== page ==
Thinking About “Plant Diet”

By Miriam Schaffer
9 CARDINALS parameters

Thinking About “Plant Diet”

Thinking About “Plant Diet”

By Hervé Maumus-Hue

Managing a perfect growing environment is challenging and is the topic of much research. We know that the environment dictates the efficiency of these chemical and physical processes/reactions. As shown below, the environment can be divided into 9 main parameters called the nine cardinal parameters: CO2, temperature, humidity, light, wind, oxygen in the roots system, nutrients, water, and root-zone temperature. If only one is neglected, it can have a huge impact on plant health. 

However, it is really important to understand why and how those parameters can change during the full life cycle of a crop. This can be achieved with basic physics laws such as the first law of thermodynamics. You probably know that quote from Einstein: “Energy cannot be destroyed or created. It can only be transformed from one form to another.”  If you know the energy that your canopy is getting from outside and few other parameters you can approximate the transpiration rate and therefore the irrigation needed for your crop. 

That’s why it is crucial to monitor and control the environment around your canopy to optimize the chances for a successful growth.

 

Energy Balance

When a leaf, plant, and/or canopy receives light during a summer, sunny day, the power density can reach approximately 1000 W/m² (equivalent to PPFD @ 2100 µmol.m-2.s-1). You don’t necessarily need to understand these numbers. 

What is important to understand is that a small portion of this energy will be actually used for photosynthesis. In fact this reaction/process has such a low efficiency (approximately 2 to 5% in growing conditions) that most part of the energy intake needs to be exhausted. Otherwise internal plants’ temperature would increase and impact their growth. 

How do the plants cool themselves then? By transpiration, conduction and convection. 

  • Transpiration & Stomatal conductance

This topic could be detailed with a lot of information but let’s keep it simple.

Transpiration is the amount of water evaporated from the stomata on the leaves. The evaporation of water releases from 2.25 to 2.55 MegaJoules per Liter of heat (resp. rated at 0°C to 100°C). This means that by evaporating, the leaf is cooling itself. When the leaf evaporates the equivalent of one liter of water, the energy transferred is approximately 2.45 MJ. As said before, photosynthesis takes a marginal amount of water because of the low efficiency of the reaction. However, this water will be used for transpiration. 

This is why, under sunny conditions, plants need more water than cloudy conditions; the intake of energy is higher, therefore the need to release energy to get the balance is higher.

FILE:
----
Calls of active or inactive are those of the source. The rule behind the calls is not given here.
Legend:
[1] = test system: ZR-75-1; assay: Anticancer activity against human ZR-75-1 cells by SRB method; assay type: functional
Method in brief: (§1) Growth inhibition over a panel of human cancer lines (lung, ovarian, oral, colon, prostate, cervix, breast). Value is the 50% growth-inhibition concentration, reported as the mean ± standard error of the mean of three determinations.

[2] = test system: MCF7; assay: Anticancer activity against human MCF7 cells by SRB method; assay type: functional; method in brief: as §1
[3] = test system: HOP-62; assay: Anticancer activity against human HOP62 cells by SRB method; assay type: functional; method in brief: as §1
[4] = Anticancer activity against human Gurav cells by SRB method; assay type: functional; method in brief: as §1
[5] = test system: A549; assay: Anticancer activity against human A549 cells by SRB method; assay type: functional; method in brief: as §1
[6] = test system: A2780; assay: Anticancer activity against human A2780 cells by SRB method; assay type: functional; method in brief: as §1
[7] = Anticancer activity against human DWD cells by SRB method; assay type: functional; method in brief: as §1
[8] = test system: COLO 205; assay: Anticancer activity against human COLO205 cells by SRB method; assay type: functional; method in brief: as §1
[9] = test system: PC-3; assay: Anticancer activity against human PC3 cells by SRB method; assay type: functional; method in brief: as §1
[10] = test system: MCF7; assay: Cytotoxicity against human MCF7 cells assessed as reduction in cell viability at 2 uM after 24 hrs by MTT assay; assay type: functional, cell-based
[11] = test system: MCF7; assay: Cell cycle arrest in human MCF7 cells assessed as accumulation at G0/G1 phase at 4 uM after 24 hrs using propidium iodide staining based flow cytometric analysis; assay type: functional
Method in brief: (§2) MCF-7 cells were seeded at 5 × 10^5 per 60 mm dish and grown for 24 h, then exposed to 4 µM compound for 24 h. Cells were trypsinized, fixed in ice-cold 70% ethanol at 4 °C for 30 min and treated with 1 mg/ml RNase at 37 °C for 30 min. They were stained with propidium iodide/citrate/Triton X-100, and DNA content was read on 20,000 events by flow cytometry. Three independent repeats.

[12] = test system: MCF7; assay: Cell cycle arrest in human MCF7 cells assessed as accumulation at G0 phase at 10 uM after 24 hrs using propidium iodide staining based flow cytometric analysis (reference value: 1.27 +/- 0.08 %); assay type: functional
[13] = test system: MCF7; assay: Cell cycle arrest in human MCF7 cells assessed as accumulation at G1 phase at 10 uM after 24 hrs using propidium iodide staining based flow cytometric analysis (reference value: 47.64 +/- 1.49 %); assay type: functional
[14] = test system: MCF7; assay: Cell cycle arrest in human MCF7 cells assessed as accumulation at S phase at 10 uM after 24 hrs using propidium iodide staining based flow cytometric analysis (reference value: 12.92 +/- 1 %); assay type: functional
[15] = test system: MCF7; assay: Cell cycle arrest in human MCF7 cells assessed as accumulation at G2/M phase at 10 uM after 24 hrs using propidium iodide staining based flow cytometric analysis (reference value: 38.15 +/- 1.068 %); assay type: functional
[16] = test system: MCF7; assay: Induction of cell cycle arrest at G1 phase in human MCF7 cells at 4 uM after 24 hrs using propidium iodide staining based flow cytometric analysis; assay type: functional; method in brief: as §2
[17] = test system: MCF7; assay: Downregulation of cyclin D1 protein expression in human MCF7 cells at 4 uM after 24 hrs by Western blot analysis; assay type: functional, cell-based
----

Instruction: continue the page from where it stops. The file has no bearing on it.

plant stomataStomata open and close for gas and water exchanges as mentioned above. The ability of the stomata to open is called conductance and helps leaves get rid of heat by transpiration when the water evaporates. 

There is no instrument that can measure this easily. The closest measurement used is Vapor Pressure Deficit (VPD). It’s based on air temperature at canopy level, relative humidity at canopy level and leaf or canopy temperature (for more details please see the blog about VPD). 

Also, because of its biological nature, stomatal conductance is hard to predict. This is why understanding and measuring the other pieces of the equations (wind, light, CO2 etc) is really important. This allows you to deduce, build models, and predict the ability of your plants to actually transpire.

Most importantly, you can predict and estimate the irrigation needed for your plant to increase water use efficiency. 

Because 70% of the world’s water [1], 80% in the United States of America’ [2] water is used for agriculture, it is important to understand, model, and optimize water use.

  • Conduction and Convection (Physics)

Conduction and convection are also important processes and depend mainly on leaf width and wind speed. This is a thermal exchange between the leaf and the direct surrounding air. If there is no wind, a boundary layer is created. This layer constituted by static air can be seen as insulation. Just think about the air between two layers of glass for windows. The thermal conductivity of the air is so low that it makes air one of the best natural insulators in the world. 

What happens if the leaf is insulated? It can not get rid of its heat (by conduction and convection). It doesn’t affect transpiration directly, however, it increases the need of transpiration to balance the energy, drawing more water, and potentially stressing out the plant. 

 

Conclusion: 

Getting healthy plants can be easy for people with green thumb, because they can usually follow their gut when it comes to taking care of plants.

However, considering the aforementioned principles, you can actually quantify your crop’s requirements, be guided by actual numbers and have a greater likelihood of growing successfully.

 

Sources:

[1] http://www.oecd.org/agriculture/topics/water-and-agriculture/). 

[2]https://www.ers.usda.gov/topics/farm-practices-management/irrigation-water-use/#:~:text=Agriculture%20is%20a%20major%20user,percent%20in%20many%20Western%20States

  • Like this story?

    Get more articles and incentives through our newsletter!

Related Posts